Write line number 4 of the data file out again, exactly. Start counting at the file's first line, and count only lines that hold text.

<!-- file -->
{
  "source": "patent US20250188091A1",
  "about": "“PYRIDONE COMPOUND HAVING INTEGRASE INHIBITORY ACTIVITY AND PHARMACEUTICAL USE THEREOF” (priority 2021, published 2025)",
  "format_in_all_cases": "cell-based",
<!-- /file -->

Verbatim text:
  "format_in_all_cases": "cell-based",